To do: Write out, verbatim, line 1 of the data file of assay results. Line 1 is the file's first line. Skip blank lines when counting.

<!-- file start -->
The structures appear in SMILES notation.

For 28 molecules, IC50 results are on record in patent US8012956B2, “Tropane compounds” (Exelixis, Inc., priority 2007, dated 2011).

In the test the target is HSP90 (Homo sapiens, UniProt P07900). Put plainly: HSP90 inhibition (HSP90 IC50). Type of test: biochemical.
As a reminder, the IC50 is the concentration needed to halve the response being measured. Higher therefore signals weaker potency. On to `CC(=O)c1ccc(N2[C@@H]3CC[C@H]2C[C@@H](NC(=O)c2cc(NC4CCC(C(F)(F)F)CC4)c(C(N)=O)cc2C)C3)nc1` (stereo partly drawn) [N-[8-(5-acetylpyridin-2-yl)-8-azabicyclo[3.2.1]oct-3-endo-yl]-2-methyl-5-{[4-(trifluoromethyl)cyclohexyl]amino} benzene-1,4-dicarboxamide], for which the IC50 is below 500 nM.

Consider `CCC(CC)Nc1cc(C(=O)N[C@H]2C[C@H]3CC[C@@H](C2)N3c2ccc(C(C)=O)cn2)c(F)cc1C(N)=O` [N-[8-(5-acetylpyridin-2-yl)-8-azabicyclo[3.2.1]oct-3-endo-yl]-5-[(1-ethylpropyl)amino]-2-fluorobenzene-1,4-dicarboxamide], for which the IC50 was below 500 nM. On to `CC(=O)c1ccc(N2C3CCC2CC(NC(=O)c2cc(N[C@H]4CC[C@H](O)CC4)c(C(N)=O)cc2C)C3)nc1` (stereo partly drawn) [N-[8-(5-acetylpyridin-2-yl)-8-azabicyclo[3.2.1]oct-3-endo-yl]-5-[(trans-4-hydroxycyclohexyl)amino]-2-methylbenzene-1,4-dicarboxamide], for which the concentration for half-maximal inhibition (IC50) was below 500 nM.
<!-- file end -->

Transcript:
The structures appear in SMILES notation.